The strategy I chose to follow was actually a combination between the lady who talked about keyword research, because that’s what I’m used to with my blog, and another seller who recommended using Everbee to have a look and see which are the highest selling products in my niche of choice.
So I signed up to the $29.99 monthly subscription service with Everbee, typed in the main keyword for my niche in the search bar and set the criteria to;
- Identify stores that had only been open for the last 12 months (shows me what can be achieved in a year)
- Highlight products that were making over $1000 of sales per month
As my business model of choice is going to be print on demand, I then made a big list of all the products I thought would fit this model.
I then went to Ahrefs, which is the keyword and SEO tool I use for my website and cross referenced the products with potential keywords on Google.
I’m making a rather sweeping assumption that if they are popular on Google the chances are they reasonably popular on Etsy. However, I think I’m going to have a quick look at Sale Samurai also, as recommended by the keyword lady, and just cross reference the main keywords to see if they are popular search terms on Etsy. Just to be sure.
There’s no point selling something that no-one is looking for!
Step 3 – My First 10 Products
So with that being said, (not withstanding further keyword research), I have created a list of the first 10 products I will start designing and listing on Etsy.
My job over the next couple of weeks will be to launch my store, design my products and create my first listings!
Here is a link to my dummy store which myself and my daughter started a couple of summers ago with big plans to start selling, planners and journals, but we never really got off the ground. It’s been sitting there ever since, and this is what I’ll use to demonstrate what I talk about in these progress reports.
If you’d like to follow along and launch your own store, here are my steps for getting started up to the point of the product selection;
1. Pick a niche you’re interested in. Personally I’d start reasonably broad but fairly specific, so if you love Yorkshire Terriers, maybe start with dogs to get a feel for the whole dog niche. Or if you love the thought of designing greetings cards, maybe start with weddings to get a feel for that specific market.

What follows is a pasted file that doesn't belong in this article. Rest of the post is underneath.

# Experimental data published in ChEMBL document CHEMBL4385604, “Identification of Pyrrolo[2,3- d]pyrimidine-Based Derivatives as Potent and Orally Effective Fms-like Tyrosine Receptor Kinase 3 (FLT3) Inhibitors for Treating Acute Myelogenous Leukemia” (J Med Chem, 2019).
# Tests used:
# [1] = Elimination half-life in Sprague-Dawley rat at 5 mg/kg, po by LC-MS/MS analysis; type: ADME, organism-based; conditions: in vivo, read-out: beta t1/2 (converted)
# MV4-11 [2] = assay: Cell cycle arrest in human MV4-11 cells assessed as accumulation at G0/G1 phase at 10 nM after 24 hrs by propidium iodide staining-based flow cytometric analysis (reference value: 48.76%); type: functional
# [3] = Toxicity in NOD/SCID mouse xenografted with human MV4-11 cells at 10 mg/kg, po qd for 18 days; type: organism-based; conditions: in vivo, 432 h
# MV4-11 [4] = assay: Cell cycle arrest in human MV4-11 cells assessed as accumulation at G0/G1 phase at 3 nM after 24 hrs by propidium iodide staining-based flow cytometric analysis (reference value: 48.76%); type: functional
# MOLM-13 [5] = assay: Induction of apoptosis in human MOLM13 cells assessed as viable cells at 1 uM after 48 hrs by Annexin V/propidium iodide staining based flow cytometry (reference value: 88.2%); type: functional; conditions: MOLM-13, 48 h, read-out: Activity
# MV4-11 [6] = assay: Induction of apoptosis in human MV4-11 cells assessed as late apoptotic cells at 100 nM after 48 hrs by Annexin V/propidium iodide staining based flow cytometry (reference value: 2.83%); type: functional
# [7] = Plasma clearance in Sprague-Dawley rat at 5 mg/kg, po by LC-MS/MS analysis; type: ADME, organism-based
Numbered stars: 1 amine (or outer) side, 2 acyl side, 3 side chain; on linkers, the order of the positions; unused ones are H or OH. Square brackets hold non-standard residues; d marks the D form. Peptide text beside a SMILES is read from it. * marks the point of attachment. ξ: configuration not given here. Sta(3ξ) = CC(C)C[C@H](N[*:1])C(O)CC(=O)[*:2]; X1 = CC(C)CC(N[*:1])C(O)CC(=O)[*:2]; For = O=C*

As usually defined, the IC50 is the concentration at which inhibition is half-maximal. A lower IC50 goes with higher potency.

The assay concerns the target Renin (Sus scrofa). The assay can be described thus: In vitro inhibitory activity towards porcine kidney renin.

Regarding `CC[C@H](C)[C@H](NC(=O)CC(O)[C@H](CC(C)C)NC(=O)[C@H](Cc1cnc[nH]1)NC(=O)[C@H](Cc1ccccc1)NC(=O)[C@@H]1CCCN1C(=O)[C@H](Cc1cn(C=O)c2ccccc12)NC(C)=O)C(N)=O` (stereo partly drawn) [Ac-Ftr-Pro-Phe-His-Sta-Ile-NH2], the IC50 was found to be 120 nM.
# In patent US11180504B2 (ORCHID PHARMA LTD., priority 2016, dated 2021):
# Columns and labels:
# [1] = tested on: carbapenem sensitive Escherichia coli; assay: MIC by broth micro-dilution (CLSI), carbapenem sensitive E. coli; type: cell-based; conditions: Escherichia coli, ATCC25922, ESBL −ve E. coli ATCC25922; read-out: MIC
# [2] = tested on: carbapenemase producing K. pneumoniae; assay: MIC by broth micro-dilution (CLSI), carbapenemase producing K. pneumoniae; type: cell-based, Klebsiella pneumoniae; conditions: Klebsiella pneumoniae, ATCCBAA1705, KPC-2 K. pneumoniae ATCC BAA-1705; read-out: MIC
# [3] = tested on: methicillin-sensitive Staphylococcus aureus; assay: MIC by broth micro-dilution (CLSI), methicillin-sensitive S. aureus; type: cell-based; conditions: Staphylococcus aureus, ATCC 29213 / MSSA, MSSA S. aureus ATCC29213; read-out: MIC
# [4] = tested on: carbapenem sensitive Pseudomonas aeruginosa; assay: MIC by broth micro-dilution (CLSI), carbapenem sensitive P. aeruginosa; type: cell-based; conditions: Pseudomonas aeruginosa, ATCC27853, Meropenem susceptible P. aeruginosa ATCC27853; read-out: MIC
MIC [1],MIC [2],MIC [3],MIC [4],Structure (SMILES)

You may not stick purely within the niche you choose, but you have to start somewhere and trying to decide on your products from the whole mix on Etsy is too difficult. So pick something you’re interested in and start product research from there.
One Etsy video I watched, the seller recommended starting with thinking about your ideal customer. Who do you want to sell to? That’s always a great start for any niche. So if that feels good, start there.
2. Sign up for Everbee and install the chrome extension. Then when searching for products on your niche, you can views sales volumes etc. Please note, it comes with training videos on how to do product research using the tool, so go and watch all of the videos that show you exactly how to use the product analysis tool and understand the numbers that you’re looking at.
3. Make a list of the first 5 to 10 products that you want to sell.
So that’s where I’m up to. As I said above the next job is to create the store, design the products, and then create the listings which I expect to take the next 2 to 3 weeks given my current work commitments.
However, as I design my products I will list them directly on the platform. I won’t wait until all 10 products are ready. I’ll do them one by one as they’re ready to go.
So my next update will be as and when I’ve listed my first product and simultaneously listed a product on the dummy store so I can walk you through my process of design, listing and Etsy SEO.
In the meantime, here is a list of excellent teachers that I have found on YouTube that aren’t just creating crappy videos for views, but are actually walking you through very specific steps to grow and launch your Etsy store.
Tia TX – My Favourite – she just gives away the farm without any big sales pitches (or none that I’ve seen).
Brand Creators – Scott has a background in Amazon and does some of the Everbee videos for them.
Dylan Jahraus – She pitches her coaching quite a bit, but also gives a lot of great info on her free videos.
Wholesale Ted – Sarah talks about all things ecom, but if you’re going down the print on demand route, she’s definitely the one to listen to.
So that’s it!
I hope that this has been helpful, or at the very least interesting and I look forward to updating you again soon!
Thanks for reading!